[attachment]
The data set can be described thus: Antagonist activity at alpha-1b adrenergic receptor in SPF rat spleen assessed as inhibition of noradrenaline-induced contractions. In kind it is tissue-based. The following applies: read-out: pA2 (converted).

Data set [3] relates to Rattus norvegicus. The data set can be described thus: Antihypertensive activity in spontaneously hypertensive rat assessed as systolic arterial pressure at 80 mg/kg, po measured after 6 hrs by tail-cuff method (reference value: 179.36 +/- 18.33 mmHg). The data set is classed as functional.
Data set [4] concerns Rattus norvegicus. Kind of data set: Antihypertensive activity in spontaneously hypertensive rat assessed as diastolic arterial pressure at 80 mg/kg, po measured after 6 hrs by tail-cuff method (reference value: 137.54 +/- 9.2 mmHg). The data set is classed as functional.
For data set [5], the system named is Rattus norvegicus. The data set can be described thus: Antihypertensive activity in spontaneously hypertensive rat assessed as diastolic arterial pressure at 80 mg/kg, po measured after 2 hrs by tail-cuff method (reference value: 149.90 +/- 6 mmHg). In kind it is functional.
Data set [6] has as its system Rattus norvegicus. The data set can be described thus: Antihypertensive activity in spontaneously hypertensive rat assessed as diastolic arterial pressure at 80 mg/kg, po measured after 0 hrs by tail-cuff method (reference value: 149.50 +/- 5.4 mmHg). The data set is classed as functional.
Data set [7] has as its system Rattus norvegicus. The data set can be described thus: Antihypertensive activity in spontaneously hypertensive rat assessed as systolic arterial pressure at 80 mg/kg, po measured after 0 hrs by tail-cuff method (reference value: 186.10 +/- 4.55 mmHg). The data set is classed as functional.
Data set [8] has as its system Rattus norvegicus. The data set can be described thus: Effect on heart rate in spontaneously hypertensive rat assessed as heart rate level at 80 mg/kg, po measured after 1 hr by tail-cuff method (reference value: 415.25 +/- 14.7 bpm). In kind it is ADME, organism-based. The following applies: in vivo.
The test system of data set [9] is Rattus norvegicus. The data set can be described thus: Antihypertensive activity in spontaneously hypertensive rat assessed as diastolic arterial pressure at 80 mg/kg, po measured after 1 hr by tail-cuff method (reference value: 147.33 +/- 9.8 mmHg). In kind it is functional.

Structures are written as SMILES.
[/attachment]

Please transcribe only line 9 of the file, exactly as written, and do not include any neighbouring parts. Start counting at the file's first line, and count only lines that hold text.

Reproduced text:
Structures are written as SMILES.